At 1:00 PM today, City Council President Darlene Harris will gavel in a special meeting which was called by Mayor Luke Ravenstahl by his own right, to discuss a possible state takeover of the city's authority to manage its own pension funds...
Likely, and possibly backbreaking, budget cuts that would go along with that...
The Harris-Dowd-Rudiak bill presently under consideration which purports to successfully and safely avert that state takeover...
And, unavoidably, on occasion, the Mayor's rejected parking lease proposal (though expect his rivals to spend more time than him on this subject). There will also probably be trial balloons floated for wholly new or adjusted plans and gambits.
This will all be LIVEBLOGGED by me if I can get a signal in that venerable old room. It will also be cablecast though not webstreamed, so as Don King would say, call your local cable operator, and make sure you're getting City Channel 13.
On Sunday, the Pittsburgh Post-Gazette led off its front page with what was unarguably a political analysis piece (if not an opinion piece) posturing somewhat as a news story.
This was the method it selected to frame a forthcoming discussion about the full scope, magnitude, and alarmingly significant proximity of Pittsburgh's fiscal nightmare and what if anything whatsoever can be done about it. The prior piece on the meeting in Saturday's paper also became catalogue of political assertions, spliced and edited together for maximum drama, passable humor and a certain effect.
I hope the coy score-settling is out of everyone's system finally, and that everybody can check their interpersonal and interoffice drama, not to mention long histories, at the door. I hope the local MSM in the coming days will be suffused with context from economics experts, prominent state officials, disinterested business people and individuals who understand Pittsburgh's unique and uniquely untenable financial position inside and out. The endless armchair psychoanalysis of our mayor by his direct political rivals, for example, and assumptions based off of assumptions about what might develop serving as story hooks and leads -- that all may have outlasted its conceivable utility, that is, utility for exposition rather than for legitimizing one's unique impression of politically charged moments.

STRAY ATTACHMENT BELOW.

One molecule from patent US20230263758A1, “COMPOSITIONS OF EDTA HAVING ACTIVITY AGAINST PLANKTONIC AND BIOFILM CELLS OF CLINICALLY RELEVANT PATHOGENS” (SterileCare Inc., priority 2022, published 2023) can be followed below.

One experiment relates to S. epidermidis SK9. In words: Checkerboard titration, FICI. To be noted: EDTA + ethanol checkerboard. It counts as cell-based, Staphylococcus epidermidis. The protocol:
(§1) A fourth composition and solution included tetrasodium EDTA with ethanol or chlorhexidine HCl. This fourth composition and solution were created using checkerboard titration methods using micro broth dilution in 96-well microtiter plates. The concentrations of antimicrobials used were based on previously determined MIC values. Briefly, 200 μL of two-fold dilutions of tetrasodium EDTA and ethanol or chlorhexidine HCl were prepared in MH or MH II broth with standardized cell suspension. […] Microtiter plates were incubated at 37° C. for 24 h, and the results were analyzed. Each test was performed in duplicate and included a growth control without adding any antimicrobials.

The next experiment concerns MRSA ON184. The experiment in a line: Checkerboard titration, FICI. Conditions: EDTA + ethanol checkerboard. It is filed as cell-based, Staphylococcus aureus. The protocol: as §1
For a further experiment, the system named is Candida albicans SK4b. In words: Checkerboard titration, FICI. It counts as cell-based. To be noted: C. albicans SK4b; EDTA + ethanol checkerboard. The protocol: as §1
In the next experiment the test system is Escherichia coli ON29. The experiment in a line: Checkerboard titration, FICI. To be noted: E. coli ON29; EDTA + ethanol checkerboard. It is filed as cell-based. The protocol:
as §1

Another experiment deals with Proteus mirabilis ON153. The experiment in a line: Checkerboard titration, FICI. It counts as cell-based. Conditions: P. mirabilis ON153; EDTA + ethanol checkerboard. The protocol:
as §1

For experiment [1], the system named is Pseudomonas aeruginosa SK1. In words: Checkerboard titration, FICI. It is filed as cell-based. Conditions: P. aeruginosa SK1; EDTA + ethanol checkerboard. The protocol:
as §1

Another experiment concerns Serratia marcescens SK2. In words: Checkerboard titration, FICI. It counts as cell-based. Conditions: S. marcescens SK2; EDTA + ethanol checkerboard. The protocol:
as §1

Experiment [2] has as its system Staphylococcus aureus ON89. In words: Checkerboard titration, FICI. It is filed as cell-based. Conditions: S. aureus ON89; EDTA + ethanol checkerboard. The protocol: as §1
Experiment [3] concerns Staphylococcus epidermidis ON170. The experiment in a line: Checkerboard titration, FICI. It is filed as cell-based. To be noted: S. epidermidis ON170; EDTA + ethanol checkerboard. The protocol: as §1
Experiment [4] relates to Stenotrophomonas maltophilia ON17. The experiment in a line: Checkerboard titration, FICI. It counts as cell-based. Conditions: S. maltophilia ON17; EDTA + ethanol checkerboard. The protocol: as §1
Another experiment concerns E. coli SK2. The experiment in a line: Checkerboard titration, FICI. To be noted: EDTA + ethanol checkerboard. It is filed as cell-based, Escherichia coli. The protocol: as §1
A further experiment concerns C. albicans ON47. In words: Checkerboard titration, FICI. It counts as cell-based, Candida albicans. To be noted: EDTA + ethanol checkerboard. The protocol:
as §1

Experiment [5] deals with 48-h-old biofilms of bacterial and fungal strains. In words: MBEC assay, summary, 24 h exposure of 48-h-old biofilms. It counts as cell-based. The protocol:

Rich Lord is a special guy to this blog. His talent is enormous, yet conjoined with so much stagecraft and such extravagantly directed suspicion, he better resembles a blogger at times. Clearly that's a compliment but with stakes this high it's just an alarming observation.
If Lord were to be offered a regular column on the opinions page of the Post-Gazette, and were he to accept it, that would be super fantastic -- cheers would go up from all corners of this region, and I would be sponsoring the parade. If he were to start writing and getting paid for his own editorial-friendly web presence on PG+, which is only $2.99 per month and packed with content already, that would be just one more reason to join.
Until then, however, I think the public might better be served by placing an experienced, well-educated, fresh set of eyes -- and preconceptions -- on this narrowly urgent set of issues. There must be something Marcellus-related happening today. Sometimes if you're too close to too little for too long, you become a part of the story.